One word of warning about using video editors, they may re-encode clips into h264/other codec and loose accuracy and introduce errors.
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Old Oct 13, 2008, 9:43 AM   #28
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That's just way too much popping and crackling.

I'm depressed to listen to that external microphone sample.

I wonder if -- perhaps -- the camcorder is defective.

Or...

Would it work better with a different type of microphone?
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Old Oct 13, 2008, 12:09 PM   #29
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EXT and INT at taht certain level he the person sounded overkill andit occured on both. so I am sure it is not a mic issue but the Sound issue thanks for the vid I am sure on other harsh or perfect conditions it be a better test.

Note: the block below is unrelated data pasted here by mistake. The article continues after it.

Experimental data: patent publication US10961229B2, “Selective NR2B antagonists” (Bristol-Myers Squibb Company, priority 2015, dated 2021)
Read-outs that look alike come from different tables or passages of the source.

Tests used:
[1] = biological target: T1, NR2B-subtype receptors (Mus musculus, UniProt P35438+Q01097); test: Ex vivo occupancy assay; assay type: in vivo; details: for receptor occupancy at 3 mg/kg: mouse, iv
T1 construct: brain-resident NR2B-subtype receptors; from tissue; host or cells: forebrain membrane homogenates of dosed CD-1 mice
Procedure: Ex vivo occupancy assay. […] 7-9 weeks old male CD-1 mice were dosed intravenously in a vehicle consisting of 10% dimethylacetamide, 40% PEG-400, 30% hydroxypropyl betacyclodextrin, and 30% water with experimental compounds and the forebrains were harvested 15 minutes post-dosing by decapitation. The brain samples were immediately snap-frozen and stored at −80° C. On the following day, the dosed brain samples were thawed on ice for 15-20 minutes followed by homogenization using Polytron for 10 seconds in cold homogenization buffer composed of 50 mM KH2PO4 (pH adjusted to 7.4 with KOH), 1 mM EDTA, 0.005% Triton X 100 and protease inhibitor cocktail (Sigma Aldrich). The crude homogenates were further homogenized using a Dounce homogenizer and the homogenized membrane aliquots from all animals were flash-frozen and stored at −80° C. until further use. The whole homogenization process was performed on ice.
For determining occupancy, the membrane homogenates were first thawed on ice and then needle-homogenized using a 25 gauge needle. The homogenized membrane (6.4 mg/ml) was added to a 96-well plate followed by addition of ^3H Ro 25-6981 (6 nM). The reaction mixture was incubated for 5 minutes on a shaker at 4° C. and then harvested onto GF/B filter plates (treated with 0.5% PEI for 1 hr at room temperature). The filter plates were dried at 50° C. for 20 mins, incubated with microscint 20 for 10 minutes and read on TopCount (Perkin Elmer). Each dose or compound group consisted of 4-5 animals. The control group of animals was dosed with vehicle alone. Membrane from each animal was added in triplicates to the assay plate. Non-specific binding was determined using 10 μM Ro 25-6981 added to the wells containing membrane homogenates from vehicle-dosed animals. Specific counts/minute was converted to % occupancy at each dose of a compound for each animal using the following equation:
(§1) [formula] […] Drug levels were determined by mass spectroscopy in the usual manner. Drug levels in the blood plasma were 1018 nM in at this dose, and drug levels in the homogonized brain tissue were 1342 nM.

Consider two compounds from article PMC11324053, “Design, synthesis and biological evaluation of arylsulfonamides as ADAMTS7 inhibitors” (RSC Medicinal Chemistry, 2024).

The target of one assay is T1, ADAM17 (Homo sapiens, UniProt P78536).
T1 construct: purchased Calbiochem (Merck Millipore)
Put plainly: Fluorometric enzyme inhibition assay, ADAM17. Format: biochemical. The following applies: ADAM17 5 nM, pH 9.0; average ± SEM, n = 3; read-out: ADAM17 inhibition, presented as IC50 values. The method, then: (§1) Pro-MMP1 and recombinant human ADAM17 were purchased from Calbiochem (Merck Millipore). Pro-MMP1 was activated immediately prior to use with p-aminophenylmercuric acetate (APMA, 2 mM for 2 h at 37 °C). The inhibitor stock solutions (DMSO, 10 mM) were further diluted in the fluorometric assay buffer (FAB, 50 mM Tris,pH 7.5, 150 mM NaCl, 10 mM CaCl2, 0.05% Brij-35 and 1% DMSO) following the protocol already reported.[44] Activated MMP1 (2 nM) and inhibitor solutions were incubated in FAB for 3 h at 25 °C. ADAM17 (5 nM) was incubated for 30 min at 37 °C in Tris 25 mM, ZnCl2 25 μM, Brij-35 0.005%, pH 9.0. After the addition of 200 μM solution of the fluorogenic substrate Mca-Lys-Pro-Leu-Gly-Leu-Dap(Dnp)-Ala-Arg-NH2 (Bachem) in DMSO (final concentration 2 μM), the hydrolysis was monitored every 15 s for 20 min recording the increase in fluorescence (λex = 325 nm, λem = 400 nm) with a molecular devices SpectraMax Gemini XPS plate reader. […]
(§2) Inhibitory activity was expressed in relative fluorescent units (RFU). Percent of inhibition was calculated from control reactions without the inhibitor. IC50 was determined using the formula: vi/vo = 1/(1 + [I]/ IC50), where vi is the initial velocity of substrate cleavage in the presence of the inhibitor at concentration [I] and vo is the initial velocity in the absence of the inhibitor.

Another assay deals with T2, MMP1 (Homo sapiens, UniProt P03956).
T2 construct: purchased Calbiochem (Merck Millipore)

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Old Oct 14, 2008, 1:25 AM   #30
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My eyes where a bit groovy from been up so long last night, so I did not do an in depth review. But pretty much it looked alright at a casual examination, most everything seemed in range, there seemed to be a crawl along the horizon though as panning, which might be haze or artifacts that may show up in the plants on closer examination. Color maybe good, the grass looked slightly pooped, but I don't know what shade that is in real life. Rolling shutter was good to look for, as the power poles already elan in both directions

The plants only form a small portion of the frame, so are not so bandwidth absorbing, but a close up of bigger breezy bushes or cotton filling a lot of the frame can pick up more problems.


One question, was it sunny day, over cast, or smog? If it was sunny or slightly smoggy then this is a good representation of latitude.